“Displaced By Fishing War” by Sean Horgan

Excellent article in the Gloucester Daily Times, written by Sean Horgan, published December 12, 2013.

“Joe Orlando still wakes up in the night, when the wind is whistling, and wonders if he should go down to the Gloucester House and make sure the Padre Pio’s lines are secure.

There still are days when the longtime Gloucester fisherman, as if lured by something invisible and irresistible, finds himself heading toward the dock to check on his boat.

“I say to myself, ‘What am I doing’?” Orlando said.

He is doing what he’s done for the past 30 years, what he’s done since he bought the 65-foot steel fishing boat in 1983 in partnership with his sister Angela Sanfilippo and her husband John.

There’s only problem: Orlando no longer owns the Padre Pio.”

Read the full article here:

Displaced by Fishing War: Gloucesterman haunted by urge to go to sea and loss of vessel

Padre Pio ©Kim Smith 2012Beautiful Padre Pio, Gloucester

More posts on GMG about the Padre Pio:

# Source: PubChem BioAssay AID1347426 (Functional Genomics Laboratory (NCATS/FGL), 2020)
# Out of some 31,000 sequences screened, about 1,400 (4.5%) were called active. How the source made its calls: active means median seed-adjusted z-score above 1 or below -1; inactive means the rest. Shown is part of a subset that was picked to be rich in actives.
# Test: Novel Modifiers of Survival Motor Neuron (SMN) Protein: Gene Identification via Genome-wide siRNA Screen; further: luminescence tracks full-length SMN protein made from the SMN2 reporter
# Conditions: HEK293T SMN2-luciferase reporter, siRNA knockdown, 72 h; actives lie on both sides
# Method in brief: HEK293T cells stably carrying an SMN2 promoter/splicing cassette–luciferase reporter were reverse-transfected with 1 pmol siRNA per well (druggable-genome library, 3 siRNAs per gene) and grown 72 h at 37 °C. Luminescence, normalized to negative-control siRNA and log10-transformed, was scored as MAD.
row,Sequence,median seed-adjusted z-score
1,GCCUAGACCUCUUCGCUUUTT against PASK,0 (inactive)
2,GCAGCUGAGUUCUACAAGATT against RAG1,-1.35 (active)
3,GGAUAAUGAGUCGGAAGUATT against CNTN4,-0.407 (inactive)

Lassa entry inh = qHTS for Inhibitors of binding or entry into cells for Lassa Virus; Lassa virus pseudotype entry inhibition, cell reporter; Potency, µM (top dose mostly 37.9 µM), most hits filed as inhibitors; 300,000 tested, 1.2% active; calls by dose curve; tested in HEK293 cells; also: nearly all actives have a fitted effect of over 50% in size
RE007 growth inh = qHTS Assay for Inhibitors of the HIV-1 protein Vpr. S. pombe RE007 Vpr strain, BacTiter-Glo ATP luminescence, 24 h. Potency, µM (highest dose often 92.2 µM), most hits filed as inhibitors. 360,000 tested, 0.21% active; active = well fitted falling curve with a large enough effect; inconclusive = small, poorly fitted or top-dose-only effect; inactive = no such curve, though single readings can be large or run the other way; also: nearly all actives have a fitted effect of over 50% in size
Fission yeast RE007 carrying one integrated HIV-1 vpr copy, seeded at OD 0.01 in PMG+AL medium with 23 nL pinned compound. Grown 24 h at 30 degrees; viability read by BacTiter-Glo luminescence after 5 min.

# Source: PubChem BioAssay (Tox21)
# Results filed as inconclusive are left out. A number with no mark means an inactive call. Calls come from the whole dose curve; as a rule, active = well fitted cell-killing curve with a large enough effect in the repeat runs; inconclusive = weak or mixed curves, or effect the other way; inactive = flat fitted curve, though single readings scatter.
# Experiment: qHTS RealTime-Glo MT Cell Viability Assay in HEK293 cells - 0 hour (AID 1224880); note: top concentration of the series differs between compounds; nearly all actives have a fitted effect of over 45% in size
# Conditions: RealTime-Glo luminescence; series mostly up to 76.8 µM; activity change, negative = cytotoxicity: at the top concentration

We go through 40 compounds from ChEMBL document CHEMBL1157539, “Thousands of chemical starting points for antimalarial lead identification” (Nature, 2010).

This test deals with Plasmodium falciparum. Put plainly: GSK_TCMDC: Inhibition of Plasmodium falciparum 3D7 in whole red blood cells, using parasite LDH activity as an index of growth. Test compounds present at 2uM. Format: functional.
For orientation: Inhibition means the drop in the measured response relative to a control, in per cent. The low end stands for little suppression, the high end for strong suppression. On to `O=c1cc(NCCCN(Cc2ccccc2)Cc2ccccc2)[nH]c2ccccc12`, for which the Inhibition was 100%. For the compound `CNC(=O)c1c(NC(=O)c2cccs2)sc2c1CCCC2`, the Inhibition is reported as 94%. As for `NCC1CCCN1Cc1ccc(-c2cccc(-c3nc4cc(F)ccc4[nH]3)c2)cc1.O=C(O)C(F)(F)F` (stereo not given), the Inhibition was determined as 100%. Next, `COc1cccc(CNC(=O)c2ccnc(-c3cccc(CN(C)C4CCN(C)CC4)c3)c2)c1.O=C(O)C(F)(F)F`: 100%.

Game Over. It’s A Sad Day For Gloucester


  • Very sad indeed I remember the full dories of the 60’s George More • Certain things catch your eye, but pursue only those that capture your heart.
    ~ An old Indian saying

    • I am tired of talk that comes to nothing. It makes my heart sick when I remember all the good words and all the broken promises. There has been too much talking by men who had no right to talk. • It does not require many words to speak the truth.
    ~ Chief Joseph: Nez Perce 1840-1904, Nez Percéé Indian chief


  • Your right Kim “Excellent article”

    very sad, that some people 300 plus years ago start fishing here and now people have to stop It because they have taken more than the sea can provide. The Orlando family had to sell there catch share and boat to a man in Boston but they are a strong people and with the cash in hand and help from the Fishing Partnership Support Services they will prevail in what ever non-fishing adventurer they try.

    The Orlando fished these seas unabated till 1983 when stocks shrank, they sold there big boat and got the Padre Pio! Back to sea they went! You have to give them credit they unlike other fishermen made it to the end of the stocks and became one of the last to pull there boat?

    Give the sea’s 20 plus years and maybe all the damage 300 plus years of over fishing can be reversed? Hopefully, more sustainable fishing practices can be adopted by the new future families of are docks so that this does not happen to are sea again.


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